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Preparing Your Home For Protection Against Squirrels

By Chris Williams on March 20, 2015.

squirrel standing on fenceJohn Maher:  Hi, I’m John Maher, and today I’m here with Scott Winsper of Colonial Pest Control. Scott is a wildlife technician, and today we’re talking about preparing your home for protection against squirrels. Welcome, Scott.

Scott Winsper:  Hi John, how’re you doing?

Prevent Squirrels from Entering Your Home

John:  Good. Scott, what’s the best thing I can do to prevent squirrels from entering my home?

Scott:  Well, there’s not very much that you can do to keep squirrels from chewing their way into your home. Gray squirrels are chewers. They can chew through wood. I’ve seen them chew through aluminum soffit edges. There’s not very much you’re going to keep squirrels from getting into your house. They want to get in, they’re going to get in.

John:  You could look around your house at the places where things — wires or plumbing, and things like that go into your home, and look for obvious places where there’s holes and they’re able to get in, and try to seal those up. Even if you seal them up, they can still chew their way through.

Scott:  Well, if you have gray squirrels, the best thing to do to try to prevent them is cut all of your tree limbs away from your house line. If gray squirrels are going to get into your house, there’s two things they’re going to use to get into your home. They’re going to use tree limbs to get into your house, or they’re going to use your power line that runs from the pole to your house.

Usually that’s where the entry point — they’ll go up the power lines, and they’ll run across, then they’ll get on to the corner of the house. Now, there’s not very prevention to do that. You can’t put anything on your power lines to keep a squirrel from getting onto your home.

John:  If I have an oak tree right next to my house and they’re up in the oak tree because they’re getting the acorns, I could cut down the oak tree, I suppose. A lot of people aren’t going to want to cut down a tree just to get rid of squirrels, but you can’t cut down your power lines.

Scott:  That’s correct John, you can’t take care of the power lines. That’s usually the biggest issue, especially when you have a congested area where suburban areas are. You got a lot of houses close next to each other, you got a lot of trees close next to each other, and all the power lines.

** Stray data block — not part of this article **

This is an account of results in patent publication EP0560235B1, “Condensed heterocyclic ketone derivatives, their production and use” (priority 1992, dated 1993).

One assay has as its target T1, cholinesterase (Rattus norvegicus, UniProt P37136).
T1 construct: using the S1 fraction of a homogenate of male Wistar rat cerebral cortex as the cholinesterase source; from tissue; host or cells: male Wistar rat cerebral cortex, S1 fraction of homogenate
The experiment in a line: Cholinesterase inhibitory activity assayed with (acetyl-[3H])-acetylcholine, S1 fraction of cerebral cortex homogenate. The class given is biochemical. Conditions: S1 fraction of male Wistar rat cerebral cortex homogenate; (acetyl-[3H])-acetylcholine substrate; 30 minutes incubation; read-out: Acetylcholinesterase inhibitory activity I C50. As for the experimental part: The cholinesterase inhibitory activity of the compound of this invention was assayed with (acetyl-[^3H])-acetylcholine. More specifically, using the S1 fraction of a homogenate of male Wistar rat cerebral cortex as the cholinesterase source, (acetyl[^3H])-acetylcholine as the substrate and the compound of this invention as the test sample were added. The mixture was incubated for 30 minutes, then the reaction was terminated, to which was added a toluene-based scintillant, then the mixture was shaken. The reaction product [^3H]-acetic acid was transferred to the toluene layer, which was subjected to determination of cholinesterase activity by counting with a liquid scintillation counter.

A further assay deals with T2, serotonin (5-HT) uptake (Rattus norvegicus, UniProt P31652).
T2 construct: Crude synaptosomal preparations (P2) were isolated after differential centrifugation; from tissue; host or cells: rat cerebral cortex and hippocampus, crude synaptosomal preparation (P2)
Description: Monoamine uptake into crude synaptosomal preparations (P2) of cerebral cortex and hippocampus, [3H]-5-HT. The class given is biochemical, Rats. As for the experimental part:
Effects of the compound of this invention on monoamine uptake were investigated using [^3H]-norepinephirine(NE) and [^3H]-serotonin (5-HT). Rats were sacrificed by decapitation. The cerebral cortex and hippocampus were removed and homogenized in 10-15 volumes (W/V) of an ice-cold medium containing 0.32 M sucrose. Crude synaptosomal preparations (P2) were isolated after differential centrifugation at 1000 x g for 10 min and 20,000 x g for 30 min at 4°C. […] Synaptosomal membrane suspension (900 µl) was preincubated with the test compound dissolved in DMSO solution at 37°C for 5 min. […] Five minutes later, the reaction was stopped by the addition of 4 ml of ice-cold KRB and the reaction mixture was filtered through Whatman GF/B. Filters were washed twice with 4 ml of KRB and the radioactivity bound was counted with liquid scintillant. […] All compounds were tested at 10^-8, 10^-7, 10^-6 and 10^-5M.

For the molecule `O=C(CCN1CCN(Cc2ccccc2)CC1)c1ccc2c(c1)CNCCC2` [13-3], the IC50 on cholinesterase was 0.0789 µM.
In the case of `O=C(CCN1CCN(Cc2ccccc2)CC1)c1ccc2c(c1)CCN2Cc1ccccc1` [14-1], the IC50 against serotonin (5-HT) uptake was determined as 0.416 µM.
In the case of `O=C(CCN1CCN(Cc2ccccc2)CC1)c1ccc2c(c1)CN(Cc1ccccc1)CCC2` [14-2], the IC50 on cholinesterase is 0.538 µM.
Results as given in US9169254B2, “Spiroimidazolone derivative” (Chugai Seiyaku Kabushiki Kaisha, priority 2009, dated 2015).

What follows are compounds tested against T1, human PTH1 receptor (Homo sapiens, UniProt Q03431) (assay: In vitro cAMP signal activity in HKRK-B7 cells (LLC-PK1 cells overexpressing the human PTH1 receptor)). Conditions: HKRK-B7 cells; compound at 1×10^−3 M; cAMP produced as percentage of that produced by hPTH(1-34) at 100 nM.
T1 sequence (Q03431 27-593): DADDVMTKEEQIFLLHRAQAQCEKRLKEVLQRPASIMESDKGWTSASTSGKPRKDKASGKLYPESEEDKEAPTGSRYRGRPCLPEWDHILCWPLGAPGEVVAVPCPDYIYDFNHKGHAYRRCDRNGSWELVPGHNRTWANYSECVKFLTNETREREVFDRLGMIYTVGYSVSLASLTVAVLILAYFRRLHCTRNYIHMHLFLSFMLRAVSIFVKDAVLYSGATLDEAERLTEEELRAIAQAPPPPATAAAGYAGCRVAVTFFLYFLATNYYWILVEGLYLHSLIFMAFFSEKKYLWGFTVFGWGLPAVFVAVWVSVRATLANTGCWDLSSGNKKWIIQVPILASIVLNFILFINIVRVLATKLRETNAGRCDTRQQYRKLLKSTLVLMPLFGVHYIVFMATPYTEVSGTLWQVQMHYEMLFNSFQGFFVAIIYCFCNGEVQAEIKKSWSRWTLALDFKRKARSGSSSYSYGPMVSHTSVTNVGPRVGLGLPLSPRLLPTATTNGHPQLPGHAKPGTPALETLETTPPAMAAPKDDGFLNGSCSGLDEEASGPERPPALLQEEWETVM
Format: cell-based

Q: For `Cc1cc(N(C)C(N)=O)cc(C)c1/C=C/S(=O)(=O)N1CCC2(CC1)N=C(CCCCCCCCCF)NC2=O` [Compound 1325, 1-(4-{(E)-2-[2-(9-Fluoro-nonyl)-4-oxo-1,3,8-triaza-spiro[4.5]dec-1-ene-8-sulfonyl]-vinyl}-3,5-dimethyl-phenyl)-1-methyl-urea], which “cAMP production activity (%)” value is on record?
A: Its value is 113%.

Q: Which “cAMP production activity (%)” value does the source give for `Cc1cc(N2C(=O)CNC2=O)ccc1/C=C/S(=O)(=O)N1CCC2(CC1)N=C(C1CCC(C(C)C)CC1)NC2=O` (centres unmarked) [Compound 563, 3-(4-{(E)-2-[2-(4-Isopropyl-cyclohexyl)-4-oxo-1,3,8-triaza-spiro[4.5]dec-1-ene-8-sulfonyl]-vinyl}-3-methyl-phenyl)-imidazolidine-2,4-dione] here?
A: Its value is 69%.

It’s like a highway. They can run back and forward to any house they want. If a squirrel wants to get in your house, and you got a power line that’s running to the corner of your house, they’re going to get into your house if they want to.

Are there products for squirrel prevention?

John:  Should I use any products on my house for prevention or deterrent from squirrels?

Scott:  What I recommend is heavy gauge sheet metal. Heavy gauge sheet metal will help you do a little bit deterrent. You see a hole — they chew the hole, patch it with heavy gauge sheet metal or galvanized steel. You have to use something that they’re not going to chew through.

John:  Maybe at that point where the wires are coming in from the street to my house, put a plate of metal there.

Scott:  That’s correct John. Something right there that’s going to prevent from chewing and getting in there. That’s what I recommend. Some kind of heavy gauge sheet metal, steel screen — any areas like your gable vents. Your gable vent is a good entry point for squirrels when they get in.

We recommend screening your gable vents. What happens is when the squirrel runs your roofline, and they want to get into the gable vent, there’s this piece of steel screen there. It still ventilates your attic, but keeps the gray squirrels out.

John:  If I have a pet, is using a squirrel deterrent product safe? Is it OK to use some sort of poison on squirrels?

Scott:  We don’t recommend using poison. First of all, it’s illegal to poison squirrels in the state of Massachusetts, so we won’t use poison with squirrels. We trap and remove squirrels humanely. We’ll set traps on the roofline where they’re coming in, just like where the power lines come into your house.

We’ll set traps on the roofline right where they’re coming in, their travel routes; that’s where we’re going to set the traps. So usually when we put traps, it’s not usually where a pet’s going to be. It’s going to be up on the roof, or in your attic area.

John:  So no issues there.

Scott:  No.

John:  That’s great information Scott, thanks very much for speaking with me.

Scott:  Thank you, John.

John:  For more information, you can visit the Colonial Pest Control website at colonialpest.com, or call 1‑800‑525‑8084. That’s 1‑800‑525‑8084.

Photo credit: Ian D Nolan / Foter / CC BY-SA

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